It would be another six years before Weird Rock resurfaced in full, glorious form, in Michael Bay's 2013 opus Pain & Gain—a warped, neon-shaded American flag reflection of a movie, where the stripes are etched in blood and tanning oil. Bay, a filmmaker lost at sea following his initial trilogy of Transformers movies, saw this as a chance to return to his roots. As he told Grantland prior to the start of principal photography, "I'm gonna do a small character piece next. I love this script. It's well-written. It's just great to work with actors." Yes, for Michael Bay, a small character piece means a cracked-out action comedy about homicidal bodybuilders.
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For all of the reasons that Pain & Gain is messily fascinating and compulsively watchable, Johnson's performance remains the crown jewel, the frosting on the cake made of Muscle Milk. If Pain & Gain can be viewed as Bay's attempt at making a Coen brothers film, then Johnson acquits himself admirably as Bay's John Goodman: a fiercely committed true believer of a performer in the face of cinematic anarchy. In his role as a born-again ex-con coke fiend, Johnson brings a sense of sincerity and sweetness to the film that's not just comical, it's revelatory. Even when he's barbecuing a pile of severed hands in a moronic attempt to remove the fingerprints from them, you still want to give the guy a hug. Johnson's so good that he doesn't just give you faith in Pain & Gain—he gives you faith in the career of Michael Bay again.
In San Andreas, though, Johnson is back doing what he does best: cracking wise, doing stunts, and playing up his normalcy. Johnson's playing an everyman in the body of a superhero. His character, Ray, is a blue-collar search and rescue worker who is bummed about his divorce—but who also tears the door off of a car that's hanging off the side of a cliff with his bare hands . But he's still there to have fun. After helping his ex-wife (Carla Gugino) perform a parachute landing in the middle of San Francisco's AT&T Field, he remarks, smirking, "It's been a while since I got you to second base."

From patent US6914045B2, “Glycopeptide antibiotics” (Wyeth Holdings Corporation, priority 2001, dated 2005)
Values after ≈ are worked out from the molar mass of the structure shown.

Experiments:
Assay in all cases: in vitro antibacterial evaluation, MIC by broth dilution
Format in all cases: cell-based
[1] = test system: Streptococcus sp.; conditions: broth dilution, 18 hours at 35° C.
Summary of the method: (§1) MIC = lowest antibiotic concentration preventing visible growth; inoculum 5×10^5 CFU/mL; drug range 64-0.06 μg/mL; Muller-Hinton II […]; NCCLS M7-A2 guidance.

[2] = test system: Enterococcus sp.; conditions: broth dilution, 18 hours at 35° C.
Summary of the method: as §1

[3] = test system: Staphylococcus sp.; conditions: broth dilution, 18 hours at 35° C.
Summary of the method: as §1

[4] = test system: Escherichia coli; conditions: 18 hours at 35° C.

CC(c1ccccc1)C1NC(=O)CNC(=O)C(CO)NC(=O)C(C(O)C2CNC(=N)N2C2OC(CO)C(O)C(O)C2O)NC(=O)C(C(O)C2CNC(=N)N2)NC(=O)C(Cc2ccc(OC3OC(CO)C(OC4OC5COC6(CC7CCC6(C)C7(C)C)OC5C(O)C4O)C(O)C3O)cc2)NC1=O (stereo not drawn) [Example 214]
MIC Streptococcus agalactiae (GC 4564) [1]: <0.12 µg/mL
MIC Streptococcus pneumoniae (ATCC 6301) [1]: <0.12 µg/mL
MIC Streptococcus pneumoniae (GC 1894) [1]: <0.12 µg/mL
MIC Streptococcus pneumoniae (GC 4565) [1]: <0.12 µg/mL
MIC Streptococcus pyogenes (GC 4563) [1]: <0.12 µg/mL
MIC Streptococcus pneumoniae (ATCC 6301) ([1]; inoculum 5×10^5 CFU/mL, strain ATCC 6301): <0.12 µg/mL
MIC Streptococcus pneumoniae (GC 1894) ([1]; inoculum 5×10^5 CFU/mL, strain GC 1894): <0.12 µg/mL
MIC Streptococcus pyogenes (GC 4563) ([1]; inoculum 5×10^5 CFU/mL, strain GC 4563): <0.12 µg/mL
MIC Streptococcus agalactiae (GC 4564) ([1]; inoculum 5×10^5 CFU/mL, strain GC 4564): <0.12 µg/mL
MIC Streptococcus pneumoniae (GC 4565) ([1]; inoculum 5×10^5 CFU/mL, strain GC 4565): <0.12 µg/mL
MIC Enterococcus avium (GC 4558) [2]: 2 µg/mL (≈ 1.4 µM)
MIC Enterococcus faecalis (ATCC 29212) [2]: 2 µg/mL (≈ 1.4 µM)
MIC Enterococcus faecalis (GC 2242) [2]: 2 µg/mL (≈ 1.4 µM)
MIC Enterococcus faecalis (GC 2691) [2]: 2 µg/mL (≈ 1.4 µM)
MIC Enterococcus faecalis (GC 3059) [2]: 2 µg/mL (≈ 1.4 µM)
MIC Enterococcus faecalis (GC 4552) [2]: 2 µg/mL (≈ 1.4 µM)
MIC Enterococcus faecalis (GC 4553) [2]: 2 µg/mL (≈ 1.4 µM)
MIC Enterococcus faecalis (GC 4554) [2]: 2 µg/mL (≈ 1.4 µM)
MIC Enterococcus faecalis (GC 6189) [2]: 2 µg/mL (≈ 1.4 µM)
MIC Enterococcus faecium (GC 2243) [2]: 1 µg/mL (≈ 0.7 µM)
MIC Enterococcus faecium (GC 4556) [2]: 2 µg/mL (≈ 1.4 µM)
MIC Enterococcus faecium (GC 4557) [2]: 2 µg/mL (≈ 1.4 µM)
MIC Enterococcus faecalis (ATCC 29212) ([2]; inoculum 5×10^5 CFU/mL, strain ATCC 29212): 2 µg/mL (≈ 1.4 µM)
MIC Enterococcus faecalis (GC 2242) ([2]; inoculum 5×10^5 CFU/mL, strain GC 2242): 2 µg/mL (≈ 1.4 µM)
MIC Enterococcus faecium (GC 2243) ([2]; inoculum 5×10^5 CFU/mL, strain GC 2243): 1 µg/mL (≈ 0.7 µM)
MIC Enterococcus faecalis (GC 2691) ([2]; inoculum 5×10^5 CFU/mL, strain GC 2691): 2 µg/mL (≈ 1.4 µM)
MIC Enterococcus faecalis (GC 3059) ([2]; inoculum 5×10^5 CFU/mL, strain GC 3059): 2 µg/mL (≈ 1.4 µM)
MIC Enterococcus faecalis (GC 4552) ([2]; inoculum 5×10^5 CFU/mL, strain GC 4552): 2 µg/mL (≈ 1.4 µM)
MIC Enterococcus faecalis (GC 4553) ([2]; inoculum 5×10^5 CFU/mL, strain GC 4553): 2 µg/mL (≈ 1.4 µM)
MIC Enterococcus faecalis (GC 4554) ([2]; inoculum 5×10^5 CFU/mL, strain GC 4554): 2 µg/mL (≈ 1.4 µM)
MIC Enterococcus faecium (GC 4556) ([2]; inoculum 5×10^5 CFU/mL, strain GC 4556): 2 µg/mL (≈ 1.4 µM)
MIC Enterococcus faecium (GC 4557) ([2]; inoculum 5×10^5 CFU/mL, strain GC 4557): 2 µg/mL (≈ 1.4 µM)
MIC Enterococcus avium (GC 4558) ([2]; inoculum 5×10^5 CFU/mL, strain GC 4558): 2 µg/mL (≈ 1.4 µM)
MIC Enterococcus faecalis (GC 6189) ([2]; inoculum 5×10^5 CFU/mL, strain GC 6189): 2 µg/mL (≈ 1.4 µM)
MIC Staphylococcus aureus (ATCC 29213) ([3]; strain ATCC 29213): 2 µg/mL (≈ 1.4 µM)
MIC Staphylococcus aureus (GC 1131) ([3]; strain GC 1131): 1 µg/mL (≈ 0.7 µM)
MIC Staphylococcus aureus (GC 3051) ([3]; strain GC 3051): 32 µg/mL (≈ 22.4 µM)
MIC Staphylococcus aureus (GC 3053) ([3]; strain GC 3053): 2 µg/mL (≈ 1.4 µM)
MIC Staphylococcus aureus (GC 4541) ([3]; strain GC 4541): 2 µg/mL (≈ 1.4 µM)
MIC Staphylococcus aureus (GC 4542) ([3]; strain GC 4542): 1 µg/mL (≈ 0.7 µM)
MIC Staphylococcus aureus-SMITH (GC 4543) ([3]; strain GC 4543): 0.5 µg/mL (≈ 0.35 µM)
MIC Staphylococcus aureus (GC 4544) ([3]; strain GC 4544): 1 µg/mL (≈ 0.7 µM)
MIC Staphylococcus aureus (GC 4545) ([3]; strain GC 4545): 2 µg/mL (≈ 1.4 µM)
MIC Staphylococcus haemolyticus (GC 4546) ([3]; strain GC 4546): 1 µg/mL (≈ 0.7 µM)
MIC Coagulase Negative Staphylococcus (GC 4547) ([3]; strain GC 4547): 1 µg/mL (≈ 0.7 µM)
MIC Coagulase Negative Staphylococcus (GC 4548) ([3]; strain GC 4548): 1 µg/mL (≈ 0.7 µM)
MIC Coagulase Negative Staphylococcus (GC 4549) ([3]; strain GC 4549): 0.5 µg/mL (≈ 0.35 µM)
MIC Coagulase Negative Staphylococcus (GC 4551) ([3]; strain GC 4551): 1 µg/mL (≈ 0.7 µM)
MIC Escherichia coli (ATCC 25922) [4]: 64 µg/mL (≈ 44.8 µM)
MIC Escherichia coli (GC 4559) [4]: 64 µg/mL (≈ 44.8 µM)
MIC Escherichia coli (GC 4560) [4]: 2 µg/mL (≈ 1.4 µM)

Throughout the movie, he looks genuinely happy to be there. With Johnson, there's nothing glib at work, no ironic remove to distance himself from the silliness of the spectacle around him as opposed to, say, the palpable disdain of a John Cusack. He's as eager to deliver an earnest, potentially embarrassing monologue about the daughter he couldn't save as is he to motor a boat up the crest of a CGI tsunami.
Maybe that's why the disaster film has suffered as a genre in recent years. It's a fundamentally goofy type of movie, one that requires a lead who will be in on the joke without ruining it for everyone else. You can't be too cool if you're going to star in a Roland Emmerich movie. Or you can, but it doesn't tend to work out well.
And that's why Johnson's had the career that he's had. He's got a sense of humor, but he'll always crack the first joke at his own expense. He'll do the weirdo sci-fi movie from the Donnie Darko guy that goes to Cannes, and he'll fully commit to it. But that doesn't mean he'll thumb his nose at headlining the sequel to Journey to the Center of the Earth . And despite looking like the Rock, he remains a fully accessible performer.
If any other celebrity broke the record for most selfies taken at a time at the premiere of their new movie, it'd look like a shameless, out-of-touch grab at social-media relevance. For Dwayne Johnson, hey, of course he did. After all, what are a couple of selfies compared to a California-splintering earthquake that you can feel on the East Coast?
San Andreas is in theaters now.
Chris McEwen is on Twitter.